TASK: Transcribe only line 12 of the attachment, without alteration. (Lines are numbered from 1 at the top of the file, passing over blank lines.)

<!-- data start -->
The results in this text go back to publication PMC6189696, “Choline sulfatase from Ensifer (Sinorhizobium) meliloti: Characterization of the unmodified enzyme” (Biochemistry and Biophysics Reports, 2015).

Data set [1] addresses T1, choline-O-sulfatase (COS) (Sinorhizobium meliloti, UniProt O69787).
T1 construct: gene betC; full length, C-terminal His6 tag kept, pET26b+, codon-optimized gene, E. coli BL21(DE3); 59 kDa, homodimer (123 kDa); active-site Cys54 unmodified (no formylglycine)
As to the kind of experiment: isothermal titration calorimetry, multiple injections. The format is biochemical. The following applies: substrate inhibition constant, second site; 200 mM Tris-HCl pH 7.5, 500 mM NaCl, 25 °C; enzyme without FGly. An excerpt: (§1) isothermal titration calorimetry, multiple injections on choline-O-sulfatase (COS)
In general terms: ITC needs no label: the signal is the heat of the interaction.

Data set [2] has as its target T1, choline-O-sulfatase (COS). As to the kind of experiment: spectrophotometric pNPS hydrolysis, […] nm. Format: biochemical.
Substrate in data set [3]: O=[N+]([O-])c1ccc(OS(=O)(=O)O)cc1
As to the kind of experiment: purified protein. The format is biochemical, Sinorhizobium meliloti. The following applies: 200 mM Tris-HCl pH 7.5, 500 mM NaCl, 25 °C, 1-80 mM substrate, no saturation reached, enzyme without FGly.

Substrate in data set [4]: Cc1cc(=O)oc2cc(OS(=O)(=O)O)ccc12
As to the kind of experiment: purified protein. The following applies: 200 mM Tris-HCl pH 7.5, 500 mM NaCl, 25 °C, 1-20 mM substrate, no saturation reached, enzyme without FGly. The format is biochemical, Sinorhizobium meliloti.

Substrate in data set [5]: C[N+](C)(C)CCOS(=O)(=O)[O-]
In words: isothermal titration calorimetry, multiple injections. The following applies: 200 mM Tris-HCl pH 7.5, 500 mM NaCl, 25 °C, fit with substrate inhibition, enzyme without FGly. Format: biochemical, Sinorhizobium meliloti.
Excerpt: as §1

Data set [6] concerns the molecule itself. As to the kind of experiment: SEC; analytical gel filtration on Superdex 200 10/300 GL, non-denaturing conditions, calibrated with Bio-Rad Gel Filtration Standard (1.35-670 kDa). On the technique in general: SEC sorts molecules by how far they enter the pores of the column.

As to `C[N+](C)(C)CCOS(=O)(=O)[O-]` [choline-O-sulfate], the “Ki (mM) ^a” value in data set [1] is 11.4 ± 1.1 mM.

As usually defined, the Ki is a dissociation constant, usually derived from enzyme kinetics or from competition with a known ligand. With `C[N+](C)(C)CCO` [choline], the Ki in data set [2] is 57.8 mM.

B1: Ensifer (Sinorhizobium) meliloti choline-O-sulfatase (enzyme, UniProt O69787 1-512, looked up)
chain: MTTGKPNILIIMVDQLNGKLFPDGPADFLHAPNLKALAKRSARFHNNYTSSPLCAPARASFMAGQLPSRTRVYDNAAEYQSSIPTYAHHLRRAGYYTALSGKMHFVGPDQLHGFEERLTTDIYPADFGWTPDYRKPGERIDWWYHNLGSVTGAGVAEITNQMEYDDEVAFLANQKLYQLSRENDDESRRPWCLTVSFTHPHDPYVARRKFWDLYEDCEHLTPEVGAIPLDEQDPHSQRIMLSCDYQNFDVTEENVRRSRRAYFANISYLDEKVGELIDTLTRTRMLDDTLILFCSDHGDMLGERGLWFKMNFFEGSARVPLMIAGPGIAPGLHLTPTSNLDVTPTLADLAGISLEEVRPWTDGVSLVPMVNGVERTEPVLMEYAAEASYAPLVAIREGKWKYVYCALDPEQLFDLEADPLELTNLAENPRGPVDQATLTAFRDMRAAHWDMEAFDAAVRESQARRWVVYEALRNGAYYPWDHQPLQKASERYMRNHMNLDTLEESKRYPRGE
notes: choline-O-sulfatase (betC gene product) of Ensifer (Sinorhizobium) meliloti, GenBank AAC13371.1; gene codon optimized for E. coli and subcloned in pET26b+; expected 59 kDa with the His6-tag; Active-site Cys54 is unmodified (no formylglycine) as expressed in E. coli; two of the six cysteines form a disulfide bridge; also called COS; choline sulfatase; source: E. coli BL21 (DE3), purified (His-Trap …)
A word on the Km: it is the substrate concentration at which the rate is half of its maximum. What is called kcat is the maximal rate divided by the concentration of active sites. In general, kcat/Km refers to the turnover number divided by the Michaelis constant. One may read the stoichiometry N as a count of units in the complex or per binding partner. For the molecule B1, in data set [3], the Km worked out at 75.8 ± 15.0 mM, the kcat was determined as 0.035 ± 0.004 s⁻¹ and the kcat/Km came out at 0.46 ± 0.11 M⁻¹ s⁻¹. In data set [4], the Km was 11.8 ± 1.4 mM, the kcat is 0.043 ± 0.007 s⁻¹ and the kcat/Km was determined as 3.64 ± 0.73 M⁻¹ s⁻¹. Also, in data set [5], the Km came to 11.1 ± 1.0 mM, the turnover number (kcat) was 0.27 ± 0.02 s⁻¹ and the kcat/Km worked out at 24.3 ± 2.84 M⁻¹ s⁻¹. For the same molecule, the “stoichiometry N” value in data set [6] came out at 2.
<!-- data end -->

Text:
In words: isothermal titration calorimetry, multiple injections. The following applies: 200 mM Tris-HCl pH 7.5, 500 mM NaCl, 25 °C, fit with substrate inhibition, enzyme without FGly. Format: biochemical, Sinorhizobium meliloti.